Mitchem v. Commonwealth, 2010 Va. App. LEXIS 18 (Va.Ct. App. Jan. 12, 2010)
At trial, the Commonwealth admitted into evidence, without objection, a certified conviction order of appellant's DUI in Fauquier County. In addition, the Commonwealth sought admission of a portion of appellant's DMV transcript to establish appellant's DUI conviction in Prince William County. Appellant objected to the admission of the DMV transcript on several grounds. First, appellant argued the transcript was inadmissible hearsay because the Commonwealth failed to lay a proper foundation. With regard to this objection, appellant's counsel also stated, "generally speaking, it's not good enough." Second, appellant argued that admission of the transcript violated the rule articulated in Sargent v. Commonwealth, 5 Va. App. 143, 360 S.E.2d 895, 4 Va. Law Rep. 762 (1987), because the Commonwealth failed to prove appellant was represented by counsel in his prior convictions. Finally, appellant argued the Commonwealth failed to comply with the requirements of Code § 46.2-384, which governs the admission of DMV transcripts into evidence, claiming the Commonwealth did not certify the transcript under Code § 46.2-386. 2 The trial court admitted the transcript over appellant's objections.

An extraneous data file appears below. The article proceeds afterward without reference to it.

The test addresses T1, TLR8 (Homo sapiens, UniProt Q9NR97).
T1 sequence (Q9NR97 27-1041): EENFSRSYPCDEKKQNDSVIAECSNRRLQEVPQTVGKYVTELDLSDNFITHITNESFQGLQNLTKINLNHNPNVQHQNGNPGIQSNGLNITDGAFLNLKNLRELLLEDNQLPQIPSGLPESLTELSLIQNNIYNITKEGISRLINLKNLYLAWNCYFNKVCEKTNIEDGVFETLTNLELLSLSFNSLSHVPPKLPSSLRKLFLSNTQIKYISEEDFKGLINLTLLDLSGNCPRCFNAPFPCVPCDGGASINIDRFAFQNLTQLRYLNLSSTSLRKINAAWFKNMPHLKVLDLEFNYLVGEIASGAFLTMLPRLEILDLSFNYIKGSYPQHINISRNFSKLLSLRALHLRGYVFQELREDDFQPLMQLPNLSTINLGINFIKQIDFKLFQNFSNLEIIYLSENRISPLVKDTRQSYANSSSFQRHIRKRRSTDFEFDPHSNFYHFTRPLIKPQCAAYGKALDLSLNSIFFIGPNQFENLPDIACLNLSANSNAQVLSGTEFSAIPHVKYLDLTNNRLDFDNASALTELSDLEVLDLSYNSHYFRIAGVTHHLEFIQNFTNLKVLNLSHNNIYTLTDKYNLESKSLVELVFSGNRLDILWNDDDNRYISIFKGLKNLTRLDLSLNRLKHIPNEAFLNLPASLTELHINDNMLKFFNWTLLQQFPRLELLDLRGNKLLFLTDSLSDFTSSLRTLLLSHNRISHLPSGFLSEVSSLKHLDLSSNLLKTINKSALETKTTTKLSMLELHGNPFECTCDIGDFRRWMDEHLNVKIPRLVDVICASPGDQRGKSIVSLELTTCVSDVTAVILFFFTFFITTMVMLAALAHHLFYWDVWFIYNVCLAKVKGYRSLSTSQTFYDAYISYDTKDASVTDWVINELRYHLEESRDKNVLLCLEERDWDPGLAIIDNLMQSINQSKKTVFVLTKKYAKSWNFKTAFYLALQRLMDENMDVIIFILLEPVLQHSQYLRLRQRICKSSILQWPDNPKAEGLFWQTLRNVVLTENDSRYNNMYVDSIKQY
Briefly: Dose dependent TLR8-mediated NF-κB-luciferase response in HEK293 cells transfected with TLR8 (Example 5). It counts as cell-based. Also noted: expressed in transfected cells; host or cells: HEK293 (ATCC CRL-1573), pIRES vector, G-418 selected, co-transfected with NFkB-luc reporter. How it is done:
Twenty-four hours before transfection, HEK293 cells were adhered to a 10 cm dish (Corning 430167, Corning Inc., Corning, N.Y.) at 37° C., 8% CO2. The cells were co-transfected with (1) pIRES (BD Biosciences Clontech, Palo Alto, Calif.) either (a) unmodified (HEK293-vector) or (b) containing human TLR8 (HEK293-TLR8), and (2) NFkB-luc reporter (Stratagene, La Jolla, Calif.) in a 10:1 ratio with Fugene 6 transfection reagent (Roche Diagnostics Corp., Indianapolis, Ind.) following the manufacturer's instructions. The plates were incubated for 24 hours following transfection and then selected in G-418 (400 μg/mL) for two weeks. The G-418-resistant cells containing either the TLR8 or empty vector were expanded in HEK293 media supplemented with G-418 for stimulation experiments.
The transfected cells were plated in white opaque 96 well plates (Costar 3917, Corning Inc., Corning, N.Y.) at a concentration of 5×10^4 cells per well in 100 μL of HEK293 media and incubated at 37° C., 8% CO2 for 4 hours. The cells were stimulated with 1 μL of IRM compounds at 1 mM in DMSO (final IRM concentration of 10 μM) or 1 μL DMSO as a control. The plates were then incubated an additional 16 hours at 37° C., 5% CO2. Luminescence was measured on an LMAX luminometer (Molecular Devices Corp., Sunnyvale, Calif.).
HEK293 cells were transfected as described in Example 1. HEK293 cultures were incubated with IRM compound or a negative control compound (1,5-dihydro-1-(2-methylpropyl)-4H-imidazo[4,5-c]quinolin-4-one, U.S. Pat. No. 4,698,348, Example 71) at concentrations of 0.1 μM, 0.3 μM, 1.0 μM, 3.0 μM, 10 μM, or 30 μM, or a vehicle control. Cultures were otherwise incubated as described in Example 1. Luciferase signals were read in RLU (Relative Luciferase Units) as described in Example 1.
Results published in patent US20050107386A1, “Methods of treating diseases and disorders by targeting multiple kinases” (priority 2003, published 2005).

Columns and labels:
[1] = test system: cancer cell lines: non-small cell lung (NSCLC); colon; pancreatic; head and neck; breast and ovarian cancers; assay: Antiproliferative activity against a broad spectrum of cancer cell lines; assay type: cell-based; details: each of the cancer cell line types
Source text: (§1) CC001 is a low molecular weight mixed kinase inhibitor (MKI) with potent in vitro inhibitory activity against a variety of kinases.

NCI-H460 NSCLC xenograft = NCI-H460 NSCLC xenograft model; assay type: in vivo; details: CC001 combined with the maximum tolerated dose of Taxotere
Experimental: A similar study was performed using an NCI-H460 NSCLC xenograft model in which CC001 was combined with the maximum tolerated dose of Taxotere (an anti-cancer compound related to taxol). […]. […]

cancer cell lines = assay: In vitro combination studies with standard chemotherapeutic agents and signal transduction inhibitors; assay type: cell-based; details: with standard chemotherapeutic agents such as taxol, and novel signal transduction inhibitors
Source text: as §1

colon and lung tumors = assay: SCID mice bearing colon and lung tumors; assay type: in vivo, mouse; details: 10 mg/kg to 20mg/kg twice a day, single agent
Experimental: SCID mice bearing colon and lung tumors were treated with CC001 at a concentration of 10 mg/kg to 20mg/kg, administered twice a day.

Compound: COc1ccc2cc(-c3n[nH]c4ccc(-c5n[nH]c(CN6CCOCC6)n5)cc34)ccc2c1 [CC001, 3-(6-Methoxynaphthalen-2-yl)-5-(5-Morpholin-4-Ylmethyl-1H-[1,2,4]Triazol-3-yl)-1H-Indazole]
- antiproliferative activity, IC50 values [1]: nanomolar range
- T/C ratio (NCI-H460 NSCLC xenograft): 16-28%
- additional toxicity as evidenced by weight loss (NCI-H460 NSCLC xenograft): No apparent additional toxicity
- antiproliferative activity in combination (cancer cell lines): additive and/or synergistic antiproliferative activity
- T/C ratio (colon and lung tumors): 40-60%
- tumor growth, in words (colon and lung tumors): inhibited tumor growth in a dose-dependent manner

Rule 5A:18 require that objections to a trial court's action or ruling be made with specificity in order to preserve an issue for appeal. Upon review of the record in this case, appellant failed to make the specific arguments to the trial court he now makes on appeal. In enacting Code § 46.2-384, the legislature, in its wisdom, determined that a DMV transcript, certified pursuant to Code § 46.2-215, "shall be prima facie evidence of the facts stated therein with respect to the prior offense." In this case, once the DMV transcript was admitted, the Commonwealth presented a prima facie case sufficient to prove appellant's prior DUI convictions. Appellant presented no evidence to rebut that presumption. Accordingly, the evidence was sufficient to prove the instant offense was appellant's third DUI within a ten-year period.
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